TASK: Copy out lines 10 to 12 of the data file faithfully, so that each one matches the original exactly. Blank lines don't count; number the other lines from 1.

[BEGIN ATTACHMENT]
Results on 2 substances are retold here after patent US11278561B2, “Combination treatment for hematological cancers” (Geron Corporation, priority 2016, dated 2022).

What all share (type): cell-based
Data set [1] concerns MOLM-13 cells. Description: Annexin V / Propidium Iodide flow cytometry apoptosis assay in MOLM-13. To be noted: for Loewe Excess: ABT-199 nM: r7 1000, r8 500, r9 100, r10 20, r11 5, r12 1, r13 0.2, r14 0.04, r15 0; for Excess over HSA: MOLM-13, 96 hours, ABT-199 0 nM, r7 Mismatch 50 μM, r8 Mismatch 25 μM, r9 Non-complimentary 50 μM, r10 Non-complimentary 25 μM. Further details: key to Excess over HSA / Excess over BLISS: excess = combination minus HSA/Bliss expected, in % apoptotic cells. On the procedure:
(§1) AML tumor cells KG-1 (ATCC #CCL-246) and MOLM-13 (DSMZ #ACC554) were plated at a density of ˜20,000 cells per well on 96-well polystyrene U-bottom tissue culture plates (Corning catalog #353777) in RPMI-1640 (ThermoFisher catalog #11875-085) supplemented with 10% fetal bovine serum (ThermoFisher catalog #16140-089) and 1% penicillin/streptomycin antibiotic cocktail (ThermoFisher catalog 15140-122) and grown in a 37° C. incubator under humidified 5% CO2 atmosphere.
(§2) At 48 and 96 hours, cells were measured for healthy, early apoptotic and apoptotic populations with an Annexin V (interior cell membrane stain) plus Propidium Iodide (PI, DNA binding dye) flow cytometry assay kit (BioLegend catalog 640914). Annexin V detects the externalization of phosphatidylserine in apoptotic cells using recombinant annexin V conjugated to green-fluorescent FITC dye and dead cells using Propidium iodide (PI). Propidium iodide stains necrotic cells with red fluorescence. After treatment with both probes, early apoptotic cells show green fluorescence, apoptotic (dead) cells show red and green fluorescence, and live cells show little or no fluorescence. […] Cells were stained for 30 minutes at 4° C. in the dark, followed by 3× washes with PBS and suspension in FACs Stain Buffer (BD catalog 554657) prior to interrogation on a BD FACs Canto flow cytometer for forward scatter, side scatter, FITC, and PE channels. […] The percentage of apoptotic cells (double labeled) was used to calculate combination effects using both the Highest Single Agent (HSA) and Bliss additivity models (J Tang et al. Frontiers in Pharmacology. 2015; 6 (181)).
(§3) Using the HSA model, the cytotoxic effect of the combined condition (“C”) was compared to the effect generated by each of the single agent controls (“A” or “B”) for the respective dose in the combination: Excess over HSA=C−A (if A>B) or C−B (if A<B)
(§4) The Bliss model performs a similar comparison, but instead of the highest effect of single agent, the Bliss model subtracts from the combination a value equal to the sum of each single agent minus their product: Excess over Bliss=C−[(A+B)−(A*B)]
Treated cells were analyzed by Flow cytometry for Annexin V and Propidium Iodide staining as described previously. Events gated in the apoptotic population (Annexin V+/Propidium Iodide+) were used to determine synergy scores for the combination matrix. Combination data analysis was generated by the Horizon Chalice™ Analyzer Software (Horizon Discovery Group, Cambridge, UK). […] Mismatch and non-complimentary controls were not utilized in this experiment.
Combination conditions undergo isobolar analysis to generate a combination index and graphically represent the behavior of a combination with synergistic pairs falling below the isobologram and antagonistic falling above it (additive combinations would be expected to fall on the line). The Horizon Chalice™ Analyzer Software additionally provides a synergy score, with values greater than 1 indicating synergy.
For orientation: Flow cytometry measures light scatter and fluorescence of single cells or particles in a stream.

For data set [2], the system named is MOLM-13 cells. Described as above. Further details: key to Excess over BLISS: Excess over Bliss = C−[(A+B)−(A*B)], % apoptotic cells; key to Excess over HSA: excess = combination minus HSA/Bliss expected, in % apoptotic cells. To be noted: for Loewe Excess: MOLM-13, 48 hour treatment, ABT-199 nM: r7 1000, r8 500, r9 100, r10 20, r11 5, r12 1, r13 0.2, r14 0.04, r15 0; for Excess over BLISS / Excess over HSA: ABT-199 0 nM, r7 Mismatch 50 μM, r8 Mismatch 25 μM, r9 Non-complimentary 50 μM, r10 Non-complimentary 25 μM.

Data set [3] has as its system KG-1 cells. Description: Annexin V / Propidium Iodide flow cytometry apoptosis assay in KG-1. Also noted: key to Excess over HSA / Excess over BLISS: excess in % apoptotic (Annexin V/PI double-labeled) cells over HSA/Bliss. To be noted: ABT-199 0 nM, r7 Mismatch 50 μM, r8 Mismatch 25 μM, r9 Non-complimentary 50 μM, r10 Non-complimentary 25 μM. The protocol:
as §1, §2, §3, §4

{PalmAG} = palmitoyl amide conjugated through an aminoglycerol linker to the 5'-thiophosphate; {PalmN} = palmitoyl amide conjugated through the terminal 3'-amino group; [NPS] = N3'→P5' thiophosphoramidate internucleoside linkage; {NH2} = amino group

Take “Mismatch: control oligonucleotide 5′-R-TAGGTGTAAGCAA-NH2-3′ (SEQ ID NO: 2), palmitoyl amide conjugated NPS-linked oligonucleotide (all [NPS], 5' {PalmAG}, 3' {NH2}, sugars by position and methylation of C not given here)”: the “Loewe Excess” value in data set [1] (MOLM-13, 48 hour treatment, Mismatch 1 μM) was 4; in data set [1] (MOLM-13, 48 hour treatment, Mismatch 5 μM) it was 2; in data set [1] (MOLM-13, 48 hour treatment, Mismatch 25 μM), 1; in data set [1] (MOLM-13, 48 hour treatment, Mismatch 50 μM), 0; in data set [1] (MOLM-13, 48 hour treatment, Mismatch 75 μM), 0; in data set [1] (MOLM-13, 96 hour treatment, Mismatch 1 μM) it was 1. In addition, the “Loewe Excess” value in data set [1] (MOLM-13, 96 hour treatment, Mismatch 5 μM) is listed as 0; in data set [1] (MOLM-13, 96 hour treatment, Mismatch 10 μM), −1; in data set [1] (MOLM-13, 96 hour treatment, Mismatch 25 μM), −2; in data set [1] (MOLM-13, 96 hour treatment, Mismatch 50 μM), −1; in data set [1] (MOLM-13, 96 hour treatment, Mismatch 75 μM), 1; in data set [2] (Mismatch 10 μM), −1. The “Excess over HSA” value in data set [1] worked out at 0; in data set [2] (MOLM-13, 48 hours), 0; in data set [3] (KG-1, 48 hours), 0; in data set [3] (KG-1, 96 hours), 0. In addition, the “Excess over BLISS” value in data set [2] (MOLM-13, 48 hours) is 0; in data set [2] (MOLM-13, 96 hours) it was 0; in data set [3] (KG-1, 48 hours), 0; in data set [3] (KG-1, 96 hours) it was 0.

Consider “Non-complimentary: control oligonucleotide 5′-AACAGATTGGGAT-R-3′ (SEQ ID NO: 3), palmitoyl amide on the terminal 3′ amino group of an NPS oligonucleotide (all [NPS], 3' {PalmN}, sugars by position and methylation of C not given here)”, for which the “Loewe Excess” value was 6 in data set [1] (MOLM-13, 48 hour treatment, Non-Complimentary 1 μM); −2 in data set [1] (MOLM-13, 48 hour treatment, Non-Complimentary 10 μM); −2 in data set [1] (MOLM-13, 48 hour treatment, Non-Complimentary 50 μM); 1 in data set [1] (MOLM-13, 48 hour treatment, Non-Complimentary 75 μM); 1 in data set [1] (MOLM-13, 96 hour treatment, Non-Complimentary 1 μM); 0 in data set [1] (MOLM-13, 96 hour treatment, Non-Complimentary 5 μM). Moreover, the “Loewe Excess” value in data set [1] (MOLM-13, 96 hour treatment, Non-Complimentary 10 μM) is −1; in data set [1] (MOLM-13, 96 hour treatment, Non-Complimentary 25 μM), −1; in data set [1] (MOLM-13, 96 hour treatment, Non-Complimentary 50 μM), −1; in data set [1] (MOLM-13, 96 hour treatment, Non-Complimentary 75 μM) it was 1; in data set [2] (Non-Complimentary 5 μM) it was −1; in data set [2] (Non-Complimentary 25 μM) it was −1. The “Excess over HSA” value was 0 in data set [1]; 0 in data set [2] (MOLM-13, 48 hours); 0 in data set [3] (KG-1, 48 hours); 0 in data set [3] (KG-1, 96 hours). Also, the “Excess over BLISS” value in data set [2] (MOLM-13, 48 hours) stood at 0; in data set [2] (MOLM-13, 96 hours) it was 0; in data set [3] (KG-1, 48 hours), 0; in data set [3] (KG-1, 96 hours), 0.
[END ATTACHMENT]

For orientation: Flow cytometry measures light scatter and fluorescence of single cells or particles in a stream.

For data set [2], the system named is MOLM-13 cells. Described as above. Further details: key to Excess over BLISS: Excess over Bliss = C−[(A+B)−(A*B)], % apoptotic cells; key to Excess over HSA: excess = combination minus HSA/Bliss expected, in % apoptotic cells. To be noted: for Loewe Excess: MOLM-13, 48 hour treatment, ABT-199 nM: r7 1000, r8 500, r9 100, r10 20, r11 5, r12 1, r13 0.2, r14 0.04, r15 0; for Excess over BLISS / Excess over HSA: ABT-199 0 nM, r7 Mismatch 50 μM, r8 Mismatch 25 μM, r9 Non-complimentary 50 μM, r10 Non-complimentary 25 μM.

Data set [3] has as its system KG-1 cells. Description: Annexin V / Propidium Iodide flow cytometry apoptosis assay in KG-1. Also noted: key to Excess over HSA / Excess over BLISS: excess in % apoptotic (Annexin V/PI double-labeled) cells over HSA/Bliss. To be noted: ABT-199 0 nM, r7 Mismatch 50 μM, r8 Mismatch 25 μM, r9 Non-complimentary 50 μM, r10 Non-complimentary 25 μM. The protocol: